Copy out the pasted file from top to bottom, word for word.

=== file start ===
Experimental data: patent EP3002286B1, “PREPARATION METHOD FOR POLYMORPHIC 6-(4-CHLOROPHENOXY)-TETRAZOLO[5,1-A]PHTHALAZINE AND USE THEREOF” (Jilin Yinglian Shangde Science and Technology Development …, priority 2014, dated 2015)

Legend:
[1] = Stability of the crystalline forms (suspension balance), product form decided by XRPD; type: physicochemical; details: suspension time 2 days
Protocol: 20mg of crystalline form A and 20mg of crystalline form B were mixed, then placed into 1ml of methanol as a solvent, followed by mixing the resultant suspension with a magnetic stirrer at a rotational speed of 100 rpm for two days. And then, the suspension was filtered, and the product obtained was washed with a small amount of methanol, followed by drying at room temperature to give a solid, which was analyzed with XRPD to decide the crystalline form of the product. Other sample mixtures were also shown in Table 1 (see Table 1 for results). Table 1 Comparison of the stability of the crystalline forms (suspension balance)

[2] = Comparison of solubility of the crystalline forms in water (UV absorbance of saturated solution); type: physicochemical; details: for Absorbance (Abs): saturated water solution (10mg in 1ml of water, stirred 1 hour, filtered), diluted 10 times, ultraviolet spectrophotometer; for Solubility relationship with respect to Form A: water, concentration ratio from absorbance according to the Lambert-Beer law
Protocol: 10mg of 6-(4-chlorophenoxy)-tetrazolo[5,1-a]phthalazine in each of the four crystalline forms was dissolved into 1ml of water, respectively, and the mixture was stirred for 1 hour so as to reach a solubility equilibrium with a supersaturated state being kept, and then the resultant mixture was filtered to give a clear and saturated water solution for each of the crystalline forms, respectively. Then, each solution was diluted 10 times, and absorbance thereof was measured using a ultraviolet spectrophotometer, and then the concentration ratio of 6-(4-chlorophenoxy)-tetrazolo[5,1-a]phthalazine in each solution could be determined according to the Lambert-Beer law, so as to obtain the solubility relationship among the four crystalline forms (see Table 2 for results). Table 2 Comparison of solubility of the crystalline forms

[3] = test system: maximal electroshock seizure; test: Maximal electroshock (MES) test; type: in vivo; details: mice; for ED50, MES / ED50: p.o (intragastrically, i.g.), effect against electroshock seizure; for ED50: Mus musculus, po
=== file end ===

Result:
Experimental data: patent EP3002286B1, “PREPARATION METHOD FOR POLYMORPHIC 6-(4-CHLOROPHENOXY)-TETRAZOLO[5,1-A]PHTHALAZINE AND USE THEREOF” (Jilin Yinglian Shangde Science and Technology Development …, priority 2014, dated 2015)

Legend:
[1] = Stability of the crystalline forms (suspension balance), product form decided by XRPD; type: physicochemical; details: suspension time 2 days
Protocol: 20mg of crystalline form A and 20mg of crystalline form B were mixed, then placed into 1ml of methanol as a solvent, followed by mixing the resultant suspension with a magnetic stirrer at a rotational speed of 100 rpm for two days. And then, the suspension was filtered, and the product obtained was washed with a small amount of methanol, followed by drying at room temperature to give a solid, which was analyzed with XRPD to decide the crystalline form of the product. Other sample mixtures were also shown in Table 1 (see Table 1 for results). Table 1 Comparison of the stability of the crystalline forms (suspension balance)

[2] = Comparison of solubility of the crystalline forms in water (UV absorbance of saturated solution); type: physicochemical; details: for Absorbance (Abs): saturated water solution (10mg in 1ml of water, stirred 1 hour, filtered), diluted 10 times, ultraviolet spectrophotometer; for Solubility relationship with respect to Form A: water, concentration ratio from absorbance according to the Lambert-Beer law
Protocol: 10mg of 6-(4-chlorophenoxy)-tetrazolo[5,1-a]phthalazine in each of the four crystalline forms was dissolved into 1ml of water, respectively, and the mixture was stirred for 1 hour so as to reach a solubility equilibrium with a supersaturated state being kept, and then the resultant mixture was filtered to give a clear and saturated water solution for each of the crystalline forms, respectively. Then, each solution was diluted 10 times, and absorbance thereof was measured using a ultraviolet spectrophotometer, and then the concentration ratio of 6-(4-chlorophenoxy)-tetrazolo[5,1-a]phthalazine in each solution could be determined according to the Lambert-Beer law, so as to obtain the solubility relationship among the four crystalline forms (see Table 2 for results). Table 2 Comparison of solubility of the crystalline forms

[3] = test system: maximal electroshock seizure; test: Maximal electroshock (MES) test; type: in vivo; details: mice; for ED50, MES / ED50: p.o (intragastrically, i.g.), effect against electroshock seizure; for ED50: Mus musculus, po